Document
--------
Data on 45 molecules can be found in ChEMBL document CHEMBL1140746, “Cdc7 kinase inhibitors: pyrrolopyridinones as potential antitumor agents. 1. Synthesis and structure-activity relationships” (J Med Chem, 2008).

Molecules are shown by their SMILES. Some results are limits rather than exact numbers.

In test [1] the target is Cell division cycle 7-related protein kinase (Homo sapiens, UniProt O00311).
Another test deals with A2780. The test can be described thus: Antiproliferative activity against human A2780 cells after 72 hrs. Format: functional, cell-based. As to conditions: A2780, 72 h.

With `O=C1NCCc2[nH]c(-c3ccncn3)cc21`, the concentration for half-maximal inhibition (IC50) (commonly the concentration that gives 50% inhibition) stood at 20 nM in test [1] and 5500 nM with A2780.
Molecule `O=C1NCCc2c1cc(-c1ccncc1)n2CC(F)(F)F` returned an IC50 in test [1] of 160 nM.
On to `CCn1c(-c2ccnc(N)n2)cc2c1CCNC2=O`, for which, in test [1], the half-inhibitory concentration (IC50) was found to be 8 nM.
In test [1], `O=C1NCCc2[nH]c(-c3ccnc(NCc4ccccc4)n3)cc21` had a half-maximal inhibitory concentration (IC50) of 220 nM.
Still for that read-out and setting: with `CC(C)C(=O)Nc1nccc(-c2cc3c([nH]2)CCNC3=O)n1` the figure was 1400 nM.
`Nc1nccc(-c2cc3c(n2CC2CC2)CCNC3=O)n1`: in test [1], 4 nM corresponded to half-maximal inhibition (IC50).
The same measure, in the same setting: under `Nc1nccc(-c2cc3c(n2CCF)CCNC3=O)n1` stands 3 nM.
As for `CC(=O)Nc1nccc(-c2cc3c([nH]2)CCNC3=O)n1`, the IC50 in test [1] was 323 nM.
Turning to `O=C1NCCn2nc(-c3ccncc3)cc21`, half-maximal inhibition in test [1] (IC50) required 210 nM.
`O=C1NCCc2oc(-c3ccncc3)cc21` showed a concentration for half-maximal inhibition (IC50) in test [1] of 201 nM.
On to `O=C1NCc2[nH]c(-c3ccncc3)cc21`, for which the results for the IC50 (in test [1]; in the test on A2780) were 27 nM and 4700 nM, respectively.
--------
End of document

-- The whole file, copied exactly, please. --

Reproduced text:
Data on 45 molecules can be found in ChEMBL document CHEMBL1140746, “Cdc7 kinase inhibitors: pyrrolopyridinones as potential antitumor agents. 1. Synthesis and structure-activity relationships” (J Med Chem, 2008).

Molecules are shown by their SMILES. Some results are limits rather than exact numbers.

In test [1] the target is Cell division cycle 7-related protein kinase (Homo sapiens, UniProt O00311).
Another test deals with A2780. The test can be described thus: Antiproliferative activity against human A2780 cells after 72 hrs. Format: functional, cell-based. As to conditions: A2780, 72 h.

With `O=C1NCCc2[nH]c(-c3ccncn3)cc21`, the concentration for half-maximal inhibition (IC50) (commonly the concentration that gives 50% inhibition) stood at 20 nM in test [1] and 5500 nM with A2780.
Molecule `O=C1NCCc2c1cc(-c1ccncc1)n2CC(F)(F)F` returned an IC50 in test [1] of 160 nM.
On to `CCn1c(-c2ccnc(N)n2)cc2c1CCNC2=O`, for which, in test [1], the half-inhibitory concentration (IC50) was found to be 8 nM.
In test [1], `O=C1NCCc2[nH]c(-c3ccnc(NCc4ccccc4)n3)cc21` had a half-maximal inhibitory concentration (IC50) of 220 nM.
Still for that read-out and setting: with `CC(C)C(=O)Nc1nccc(-c2cc3c([nH]2)CCNC3=O)n1` the figure was 1400 nM.
`Nc1nccc(-c2cc3c(n2CC2CC2)CCNC3=O)n1`: in test [1], 4 nM corresponded to half-maximal inhibition (IC50).
The same measure, in the same setting: under `Nc1nccc(-c2cc3c(n2CCF)CCNC3=O)n1` stands 3 nM.
As for `CC(=O)Nc1nccc(-c2cc3c([nH]2)CCNC3=O)n1`, the IC50 in test [1] was 323 nM.
Turning to `O=C1NCCn2nc(-c3ccncc3)cc21`, half-maximal inhibition in test [1] (IC50) required 210 nM.
`O=C1NCCc2oc(-c3ccncc3)cc21` showed a concentration for half-maximal inhibition (IC50) in test [1] of 201 nM.
On to `O=C1NCc2[nH]c(-c3ccncc3)cc21`, for which the results for the IC50 (in test [1]; in the test on A2780) were 27 nM and 4700 nM, respectively.